This Ramadan, WaterAid is inviting supporters to help bring much-needed clean water, decent sanitation and good hygiene to schools, communities and healthcare centres in Pakistan, Bangladesh and Mali as part of its annual Zakat appeal.
Pakistan is still reeling from the impact of the worst monsoon floods in the country’s history, which affected an estimated 33 million people and threatened access to clean water, sanitation and hygiene. Shockingly, 1 in 10 people in Pakistan are already living without clean water close to home and 1 in three lack decent sanitation facilities. The changing climate is making things harder for communities living on the frontline, with floods contaminating water sources and droughts drying them up. Without access to clean water, decent sanitation and good hygiene people’s lives are under threat. In fact, more than 19,400 children die every year in Pakistan from illnesses caused by dirty water and poor sanitation.
This year WaterAid’s Zakat appeal will bring clean water, decent sanitation and good hygiene to communities vulnerable to climate change, so children can stay healthy and whole communities can stay resilient, no matter what the future holds.
WaterAid is working in the climate-vulnerable Muzaffargarh district in Pakistan in the southern part of Punjab province. Community leader Ghulam Fareed, 76, lives in Nuhan Wala village which has been without clean water for 20 years. For this reason, villagers have no choice but to walk 2-3km and rely on a pipeline of water from a sugar mill which offers them water contaminated with sulphur which is dangerous to drink. Sadly, the 2010 floods depleted the quantity and quality of this water.
Ghulam explains the situation:
“I have spent 76 years of my life in this village and my family and other community members had to drink the available water which contains a high level of sulphur…Due to this contaminated water, kidney stones and stomach issues are very common in this area especially in children.”
As part of its Zakat appeal, WaterAid is installing a new water filtration system in Ghulam’s village to provide a clean water supply. Four other water filtration plants have already been built elsewhere in the district to remove contamination from the water sources and the charity has also trained community members to maintain the plants long term. With support from this year’s Zakat appeal, at least 15,000 more people in 10 communities affected by climate change in the Muzaffargarh district will be reached with clean water, decent sanitation and good hygiene.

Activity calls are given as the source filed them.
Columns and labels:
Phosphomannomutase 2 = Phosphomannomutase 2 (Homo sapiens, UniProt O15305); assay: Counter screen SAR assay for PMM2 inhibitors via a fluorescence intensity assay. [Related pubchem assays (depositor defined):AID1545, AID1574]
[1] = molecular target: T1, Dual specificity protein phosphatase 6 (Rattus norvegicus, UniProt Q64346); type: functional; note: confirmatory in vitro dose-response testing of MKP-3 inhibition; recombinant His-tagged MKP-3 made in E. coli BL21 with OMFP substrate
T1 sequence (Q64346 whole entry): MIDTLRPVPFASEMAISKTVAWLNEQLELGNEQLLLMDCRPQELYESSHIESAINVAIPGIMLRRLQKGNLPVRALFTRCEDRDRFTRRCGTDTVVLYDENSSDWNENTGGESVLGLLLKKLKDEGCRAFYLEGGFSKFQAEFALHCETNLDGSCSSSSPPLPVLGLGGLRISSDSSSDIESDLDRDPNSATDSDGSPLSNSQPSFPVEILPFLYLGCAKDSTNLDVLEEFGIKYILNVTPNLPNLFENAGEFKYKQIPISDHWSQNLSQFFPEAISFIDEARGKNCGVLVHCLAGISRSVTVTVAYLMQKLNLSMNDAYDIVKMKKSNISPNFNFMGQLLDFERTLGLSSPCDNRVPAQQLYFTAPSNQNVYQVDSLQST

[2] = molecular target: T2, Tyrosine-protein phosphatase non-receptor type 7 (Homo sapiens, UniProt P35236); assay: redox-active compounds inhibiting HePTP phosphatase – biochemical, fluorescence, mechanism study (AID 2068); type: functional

“I think that our hard days are over now. Now my grandchildren will witness a new beginning where they have clean drinking water available close to home.”
WaterAid is also working in five schools in the district, aiming to reach 1,000 students with new water, sanitation and hygiene facilities and providing crucial hygiene education sessions to the next generation, enabling even more people to stay healthy.
Ten-year-old role model Bushra from Hussain Jamali Wala has benefitted from these school hygiene education sessions and is sharing her learning with her family, classmates and wider community, encouraging them to follow basic hygiene practices, wash their hands and protect themselves from future infections.
Bushra is excited about her new knowledge and the possibility of realising her dreams:
“These sessions were so engaging…that I got more and more involved…I came to know that the usual kidney and stomach disorders which are very common in our village are due to bad hygiene practices and dirty water.
“When other villagers come to me for any guidance related to hygiene, my parents and even my grandmother take pride in it and tell others that our daughter knows it all!
“I aspire to be a medical doctor when I grow up so that I can treat people in my village who get ill due to poor hygiene practices…”
This Ramadan, donations to WaterAid will help people like Ghulam and Bushra and will fund projects that meet Zakat principles. In Bangladesh, supporters will be able to provide clean water, taps and sanitation facilities in up to 50 Madrassas in the Gaibandha, Sunmgonj and Khulna districts, which are vulnerable to climate change. In Mali donations will help bring these basics to healthcare centres in the Kati and Bla districts, providing new water systems and hygiene training for healthcare workers.
Last year’s Zakat campaign raised more than £181,000. To build on this success, WaterAid will again be partnering with the Emerald Network, the UK’s longest running Muslim professional network, to help reach even more people with the gift of clean water.
Arif Jabbar Khan, Country Director, WaterAid Pakistan, said:
“We believe that access to clean water, decent sanitation and good hygiene is a fundamental human right. However, the reality is that around the world 771 million people still lack access to clean water close to home, putting their lives at risk.
“Ramadan is a time to remember compassion and empathy. It’s an opportunity to help ensure everyone, regardless of location or background, has access to these basic human rights.
“Last year, thanks to the generous support of our Zakat donors, we provided vital relief to communities affected by the devastating Pakistan floods. This Ramadan, we invite the public to continue their support so communities can build resilience against a changing climate.
“Access to clean water changes lives and means people can stay healthy, children can go to school and women and girls can take an active role in their communities. By working together we can make lasting change to whole communities – this Ramadan and beyond.”
Find out more and donate: https://www.wateraid.org/uk/donate/zakat